The forward slashes at both end is the regex equivalent of " or ' for strings - they indicate the beginning and end of the regex expression. Also, in regex, after the last forward slash you can put certain 'flags' - g for global, i for case-insensitive, m for multi-line.
So, as an example, if you wanted to write a function that will trim whitespace from the beginning AND end of a string, you could do:
The first forward slash indicates beginning of the regex expression.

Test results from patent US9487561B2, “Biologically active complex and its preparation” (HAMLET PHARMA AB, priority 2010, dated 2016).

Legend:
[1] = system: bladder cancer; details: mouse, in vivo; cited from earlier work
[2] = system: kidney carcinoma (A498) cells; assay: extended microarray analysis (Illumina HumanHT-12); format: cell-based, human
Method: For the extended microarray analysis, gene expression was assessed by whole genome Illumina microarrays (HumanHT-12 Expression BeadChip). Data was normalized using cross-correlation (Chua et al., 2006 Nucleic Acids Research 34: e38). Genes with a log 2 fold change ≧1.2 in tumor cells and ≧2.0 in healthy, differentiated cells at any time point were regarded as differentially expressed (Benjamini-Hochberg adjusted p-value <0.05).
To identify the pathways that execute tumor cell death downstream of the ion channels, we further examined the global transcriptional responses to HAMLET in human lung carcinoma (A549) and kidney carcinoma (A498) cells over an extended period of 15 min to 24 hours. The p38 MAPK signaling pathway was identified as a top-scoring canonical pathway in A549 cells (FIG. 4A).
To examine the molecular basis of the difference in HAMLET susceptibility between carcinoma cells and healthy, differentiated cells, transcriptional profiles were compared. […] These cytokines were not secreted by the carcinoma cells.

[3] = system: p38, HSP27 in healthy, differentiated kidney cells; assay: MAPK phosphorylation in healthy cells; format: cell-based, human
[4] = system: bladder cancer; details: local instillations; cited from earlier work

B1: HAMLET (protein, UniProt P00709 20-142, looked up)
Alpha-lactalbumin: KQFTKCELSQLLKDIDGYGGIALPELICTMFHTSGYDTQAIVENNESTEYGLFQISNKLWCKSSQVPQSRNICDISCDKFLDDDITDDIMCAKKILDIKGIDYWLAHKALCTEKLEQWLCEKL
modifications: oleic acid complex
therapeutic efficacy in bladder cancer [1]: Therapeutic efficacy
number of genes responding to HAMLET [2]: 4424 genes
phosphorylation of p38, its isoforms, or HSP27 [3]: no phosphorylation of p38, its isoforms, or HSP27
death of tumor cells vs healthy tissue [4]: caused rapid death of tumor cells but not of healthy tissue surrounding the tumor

^ means "from the beginning of the string"
\s is whitespace (space, tab, carriage return, newline).
+ means "one or more of the previous character".
| means "or".
$ means "at the end of the string".
The last forward slash indicates end of the expression.
g is "global".
The global flag is important, because without it the regex engine would remove only the first encountered instance of whitespace. If there are two spaces at the beginning and end of the string, without the global flag the engine would only replace the first two spaces and ignore the last two. The global flag says, "Hey, if you find spaces at the END of the string, replace those with blanks, too."